Dwayne sighed and took out his phone. “Sent me paperwork and everything, why wouldn’t they send you any paperwork…" He scrolled to the text that had started the whole mess.

“Pretty late to be calling people," said Harrington.

“Yeah. Pretty late to be wasting people’s time, too." Nutter hit send and held the phone up to his ear. A half-second later it screamed a three-beat tone that wrecked his eardrum, followed by an operator telling him that the number would not work as dialed. He looked it over and yeah, of course it wouldn’t. The text had apparently come from a nine-digit number. Now that he was looking at it properly, he saw the area code didn’t match Rustin or Missouri or any state within five hundred miles.

“Someone’s fucking with me."

“Language. I wouldn’t rule that out, though," said Harrington. “Who did you say that car belongs to?"

“That contractor for the government that died."

“Huh?" Harrington looked genuinely confused.

“You gotta have heard about it," said Nutter.

“You’re not wrong there, I’d have heard about it,” said Harrington, and not out of self importance. The Rustin P.D. was only slightly smaller than Rustin itself. “But I haven’t. Last person who died I know of was Jane Winslow’s grandma. That was about eight months ago.”

Jane Winslow. Nutter had gotten to third base with her back in middle school. Nice gal. Pretty, too, before she’d gotten knocked up Sophmore year. Shame about her granny. “So how…”

“Look, I hate to say it, but your best bet is to return it and call the complex people in the morning.”

“I’ll be asleep in the morning."

“Dwayne, if you don’t take it back, it’s considered a theft."

“I was in Kansas City earlier tonight," said Nutter. A lie, but Harrington would never know that. “I am half-dead on my feet and you want me to wheel this sucker over there, burn my gas…”

“I don’t want any of that, but I also don’t want to arrest you. It’s theft."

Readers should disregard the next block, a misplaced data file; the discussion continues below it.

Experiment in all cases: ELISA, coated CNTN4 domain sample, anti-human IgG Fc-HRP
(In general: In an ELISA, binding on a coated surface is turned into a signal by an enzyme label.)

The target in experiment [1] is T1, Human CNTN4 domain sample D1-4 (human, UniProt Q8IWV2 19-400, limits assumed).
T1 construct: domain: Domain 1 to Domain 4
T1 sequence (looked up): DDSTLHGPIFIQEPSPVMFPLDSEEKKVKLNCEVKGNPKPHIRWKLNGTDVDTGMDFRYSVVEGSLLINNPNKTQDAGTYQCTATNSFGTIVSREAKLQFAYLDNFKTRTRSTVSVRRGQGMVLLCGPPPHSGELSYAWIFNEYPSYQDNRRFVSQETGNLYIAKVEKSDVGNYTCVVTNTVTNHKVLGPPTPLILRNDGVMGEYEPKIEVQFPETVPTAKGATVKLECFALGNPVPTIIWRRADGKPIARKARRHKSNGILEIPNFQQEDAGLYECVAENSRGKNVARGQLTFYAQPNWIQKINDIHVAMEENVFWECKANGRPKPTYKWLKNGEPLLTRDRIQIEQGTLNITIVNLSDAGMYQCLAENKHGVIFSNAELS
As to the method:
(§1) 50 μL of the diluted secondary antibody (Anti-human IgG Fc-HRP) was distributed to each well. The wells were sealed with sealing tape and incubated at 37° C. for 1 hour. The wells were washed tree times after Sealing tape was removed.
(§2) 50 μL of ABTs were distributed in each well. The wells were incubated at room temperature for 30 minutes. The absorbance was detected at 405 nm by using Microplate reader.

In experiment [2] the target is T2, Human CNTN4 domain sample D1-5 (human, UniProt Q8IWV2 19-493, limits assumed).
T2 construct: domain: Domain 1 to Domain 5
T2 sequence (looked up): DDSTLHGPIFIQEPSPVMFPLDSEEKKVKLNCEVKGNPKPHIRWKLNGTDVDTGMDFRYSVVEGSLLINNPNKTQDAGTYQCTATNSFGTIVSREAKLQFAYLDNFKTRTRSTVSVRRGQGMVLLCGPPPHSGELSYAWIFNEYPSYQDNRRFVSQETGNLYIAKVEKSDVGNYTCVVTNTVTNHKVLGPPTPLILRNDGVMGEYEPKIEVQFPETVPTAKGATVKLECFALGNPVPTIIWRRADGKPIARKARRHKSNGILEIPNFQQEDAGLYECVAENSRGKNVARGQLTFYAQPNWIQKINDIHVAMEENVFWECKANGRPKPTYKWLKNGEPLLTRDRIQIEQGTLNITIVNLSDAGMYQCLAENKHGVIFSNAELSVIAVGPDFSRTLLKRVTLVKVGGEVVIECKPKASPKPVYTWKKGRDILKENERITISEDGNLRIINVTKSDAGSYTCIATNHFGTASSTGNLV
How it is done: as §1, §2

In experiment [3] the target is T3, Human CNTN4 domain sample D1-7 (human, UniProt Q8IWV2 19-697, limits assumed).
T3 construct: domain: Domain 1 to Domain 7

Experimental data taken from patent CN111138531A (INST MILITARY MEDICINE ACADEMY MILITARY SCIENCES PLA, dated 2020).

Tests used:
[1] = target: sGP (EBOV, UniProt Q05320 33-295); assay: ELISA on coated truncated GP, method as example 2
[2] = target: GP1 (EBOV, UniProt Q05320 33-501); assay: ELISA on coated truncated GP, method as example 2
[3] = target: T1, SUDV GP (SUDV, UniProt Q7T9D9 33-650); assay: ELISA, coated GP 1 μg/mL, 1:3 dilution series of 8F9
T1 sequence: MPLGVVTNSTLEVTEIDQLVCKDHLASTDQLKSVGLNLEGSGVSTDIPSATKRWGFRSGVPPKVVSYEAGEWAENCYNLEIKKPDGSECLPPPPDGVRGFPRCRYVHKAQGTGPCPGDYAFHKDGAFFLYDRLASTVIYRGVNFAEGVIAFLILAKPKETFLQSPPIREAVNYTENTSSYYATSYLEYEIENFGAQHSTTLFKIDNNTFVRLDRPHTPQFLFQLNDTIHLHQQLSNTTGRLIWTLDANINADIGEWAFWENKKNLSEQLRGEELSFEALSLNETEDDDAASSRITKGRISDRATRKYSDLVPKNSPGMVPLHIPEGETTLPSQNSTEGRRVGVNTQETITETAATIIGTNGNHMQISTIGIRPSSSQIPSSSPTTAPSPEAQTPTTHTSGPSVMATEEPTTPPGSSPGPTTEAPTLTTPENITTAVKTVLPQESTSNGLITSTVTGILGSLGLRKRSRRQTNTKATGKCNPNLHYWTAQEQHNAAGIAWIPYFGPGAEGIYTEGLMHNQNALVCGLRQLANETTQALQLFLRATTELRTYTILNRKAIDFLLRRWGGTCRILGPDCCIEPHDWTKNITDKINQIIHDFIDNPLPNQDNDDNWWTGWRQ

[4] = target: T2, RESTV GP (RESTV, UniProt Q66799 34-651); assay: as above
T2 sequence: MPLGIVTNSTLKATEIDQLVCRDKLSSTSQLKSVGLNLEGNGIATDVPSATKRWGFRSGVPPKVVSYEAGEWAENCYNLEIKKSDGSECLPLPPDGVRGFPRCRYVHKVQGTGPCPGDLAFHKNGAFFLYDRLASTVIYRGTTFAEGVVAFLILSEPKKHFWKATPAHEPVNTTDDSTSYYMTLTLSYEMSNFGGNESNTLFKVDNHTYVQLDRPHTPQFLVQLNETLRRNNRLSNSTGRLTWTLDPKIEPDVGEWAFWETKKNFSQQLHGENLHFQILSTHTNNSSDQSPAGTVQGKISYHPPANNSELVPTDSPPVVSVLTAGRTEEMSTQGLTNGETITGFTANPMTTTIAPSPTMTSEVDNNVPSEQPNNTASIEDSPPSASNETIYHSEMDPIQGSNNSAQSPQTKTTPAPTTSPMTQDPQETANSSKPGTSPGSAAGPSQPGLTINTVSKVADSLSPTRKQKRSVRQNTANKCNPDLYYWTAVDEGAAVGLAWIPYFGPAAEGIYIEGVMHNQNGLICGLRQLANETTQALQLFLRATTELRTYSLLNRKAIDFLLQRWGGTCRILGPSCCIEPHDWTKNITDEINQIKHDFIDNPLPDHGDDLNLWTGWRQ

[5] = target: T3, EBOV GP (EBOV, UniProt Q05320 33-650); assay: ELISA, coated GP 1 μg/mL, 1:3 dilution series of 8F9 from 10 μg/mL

“Take it back and settle up with the apartment people tomorrow," said Harrington. “I don’t know how else I can tell you that this is what you’ll have to do."

“I better get paid," said Nutter, and turned for the door.

“We’re all rooting for you," said Harrington, going back to his phone. As the door shut, Nutter caught the opening notes of the Angry Birds theme.

Nutter gunned it down the strip, cursing through his teeth the whole way. Someone was definitely fucking with him. No telling who. He’d done repo across the state on assignment, sometimes even crossing the lines into Oklahoma and Arkansas. Law of averages – one of his ex-marks was tech-savvy.

What would be next? Would they hack into his bank account and steal what little he had there? Would they go into his browsing history and broadcast his giantess fetish to the world? And whose truck was this?

Nutter glared at the black Ford monster through his rearview. He had half a mind to dump it in the nearest lot and call it a night. Of course Harrington would come for him if he did that. No justice for Dwayne Nutter; just wasted gas and wasted time.

He pulled into Broken Oak once he’d cleared the strip. Backing up the tow-truck was a pain in the ass. Every vehicle in the lot seemed to be an extended-cab truck, leaving him with no room to maneuver. Not only that but he had to get out of the cab to confirm detachment and that the stupid F-150 was in between the lines. It wasn’t – the rear corner had strayed into the handicap space.Not his problem. As far as Dwayne Nutter was concerned, he’d never even been here tonight.

He glanced over to the door to #107. The red notice had migrated to the frame.

Fuming, Nutter stomped over and tore it free. He raised his hand to knock, ready to cuss someone out or maybe lay down one of his famous wholesale ass-whippings.

The gray matter of his brain, some hidden meat that had lain dormant since caveman times, sparked to life and yammered that the paper had been placed where it had to cover the peephole. That maybe that was important.

Nutter almost knocked. He almost called out. He almost tried the knob. He almost kicked the door down. Instead he looked down at the red paper in his hands and backed away slowly as he read the warning:


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